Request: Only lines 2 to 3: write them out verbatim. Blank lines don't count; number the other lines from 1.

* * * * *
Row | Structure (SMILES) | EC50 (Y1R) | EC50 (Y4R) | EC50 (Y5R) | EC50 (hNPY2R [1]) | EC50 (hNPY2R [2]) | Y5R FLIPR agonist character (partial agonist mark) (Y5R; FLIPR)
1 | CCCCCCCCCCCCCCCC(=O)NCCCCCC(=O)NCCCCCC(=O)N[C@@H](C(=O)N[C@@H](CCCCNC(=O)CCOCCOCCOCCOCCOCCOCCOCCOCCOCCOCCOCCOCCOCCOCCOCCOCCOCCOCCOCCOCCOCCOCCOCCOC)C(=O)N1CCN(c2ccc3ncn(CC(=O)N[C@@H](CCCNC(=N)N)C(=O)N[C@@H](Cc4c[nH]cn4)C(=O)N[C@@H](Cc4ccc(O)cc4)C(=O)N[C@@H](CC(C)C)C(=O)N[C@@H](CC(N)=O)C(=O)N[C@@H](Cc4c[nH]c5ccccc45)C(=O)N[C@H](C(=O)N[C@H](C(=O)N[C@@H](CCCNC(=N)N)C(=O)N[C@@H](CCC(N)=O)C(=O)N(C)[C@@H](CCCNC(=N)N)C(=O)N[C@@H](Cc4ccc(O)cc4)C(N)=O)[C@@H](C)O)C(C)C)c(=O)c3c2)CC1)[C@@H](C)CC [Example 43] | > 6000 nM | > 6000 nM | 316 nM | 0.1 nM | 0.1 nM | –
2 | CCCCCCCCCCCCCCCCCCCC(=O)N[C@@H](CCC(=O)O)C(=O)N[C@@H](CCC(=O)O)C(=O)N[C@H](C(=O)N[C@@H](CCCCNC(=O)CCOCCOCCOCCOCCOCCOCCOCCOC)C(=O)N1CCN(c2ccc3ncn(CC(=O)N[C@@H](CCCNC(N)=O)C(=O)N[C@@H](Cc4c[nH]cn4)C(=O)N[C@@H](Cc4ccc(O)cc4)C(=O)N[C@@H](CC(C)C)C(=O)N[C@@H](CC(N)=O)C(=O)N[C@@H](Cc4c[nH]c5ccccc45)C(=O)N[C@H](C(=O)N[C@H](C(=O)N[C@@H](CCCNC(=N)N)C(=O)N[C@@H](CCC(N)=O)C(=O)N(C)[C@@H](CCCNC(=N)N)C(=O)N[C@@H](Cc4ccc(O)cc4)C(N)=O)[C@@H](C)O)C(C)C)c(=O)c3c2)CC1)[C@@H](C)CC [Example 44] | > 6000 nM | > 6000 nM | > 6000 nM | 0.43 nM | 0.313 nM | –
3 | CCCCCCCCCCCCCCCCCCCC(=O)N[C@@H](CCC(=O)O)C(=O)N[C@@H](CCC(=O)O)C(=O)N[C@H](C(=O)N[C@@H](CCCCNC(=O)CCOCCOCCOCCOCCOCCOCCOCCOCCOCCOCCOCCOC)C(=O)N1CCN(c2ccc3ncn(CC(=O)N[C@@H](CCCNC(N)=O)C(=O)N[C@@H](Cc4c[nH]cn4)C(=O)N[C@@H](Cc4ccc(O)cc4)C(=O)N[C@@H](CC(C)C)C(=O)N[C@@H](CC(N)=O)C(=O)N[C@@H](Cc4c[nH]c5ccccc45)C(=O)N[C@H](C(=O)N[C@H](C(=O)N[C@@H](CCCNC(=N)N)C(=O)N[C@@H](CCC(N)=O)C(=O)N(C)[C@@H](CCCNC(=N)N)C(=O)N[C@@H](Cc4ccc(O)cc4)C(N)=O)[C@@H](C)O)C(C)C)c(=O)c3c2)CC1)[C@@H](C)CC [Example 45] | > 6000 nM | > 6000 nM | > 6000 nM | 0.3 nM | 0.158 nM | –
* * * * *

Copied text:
1 | CCCCCCCCCCCCCCCC(=O)NCCCCCC(=O)NCCCCCC(=O)N[C@@H](C(=O)N[C@@H](CCCCNC(=O)CCOCCOCCOCCOCCOCCOCCOCCOCCOCCOCCOCCOCCOCCOCCOCCOCCOCCOCCOCCOCCOCCOCCOCCOC)C(=O)N1CCN(c2ccc3ncn(CC(=O)N[C@@H](CCCNC(=N)N)C(=O)N[C@@H](Cc4c[nH]cn4)C(=O)N[C@@H](Cc4ccc(O)cc4)C(=O)N[C@@H](CC(C)C)C(=O)N[C@@H](CC(N)=O)C(=O)N[C@@H](Cc4c[nH]c5ccccc45)C(=O)N[C@H](C(=O)N[C@H](C(=O)N[C@@H](CCCNC(=N)N)C(=O)N[C@@H](CCC(N)=O)C(=O)N(C)[C@@H](CCCNC(=N)N)C(=O)N[C@@H](Cc4ccc(O)cc4)C(N)=O)[C@@H](C)O)C(C)C)c(=O)c3c2)CC1)[C@@H](C)CC [Example 43] | > 6000 nM | > 6000 nM | 316 nM | 0.1 nM | 0.1 nM | –
2 | CCCCCCCCCCCCCCCCCCCC(=O)N[C@@H](CCC(=O)O)C(=O)N[C@@H](CCC(=O)O)C(=O)N[C@H](C(=O)N[C@@H](CCCCNC(=O)CCOCCOCCOCCOCCOCCOCCOCCOC)C(=O)N1CCN(c2ccc3ncn(CC(=O)N[C@@H](CCCNC(N)=O)C(=O)N[C@@H](Cc4c[nH]cn4)C(=O)N[C@@H](Cc4ccc(O)cc4)C(=O)N[C@@H](CC(C)C)C(=O)N[C@@H](CC(N)=O)C(=O)N[C@@H](Cc4c[nH]c5ccccc45)C(=O)N[C@H](C(=O)N[C@H](C(=O)N[C@@H](CCCNC(=N)N)C(=O)N[C@@H](CCC(N)=O)C(=O)N(C)[C@@H](CCCNC(=N)N)C(=O)N[C@@H](Cc4ccc(O)cc4)C(N)=O)[C@@H](C)O)C(C)C)c(=O)c3c2)CC1)[C@@H](C)CC [Example 44] | > 6000 nM | > 6000 nM | > 6000 nM | 0.43 nM | 0.313 nM | –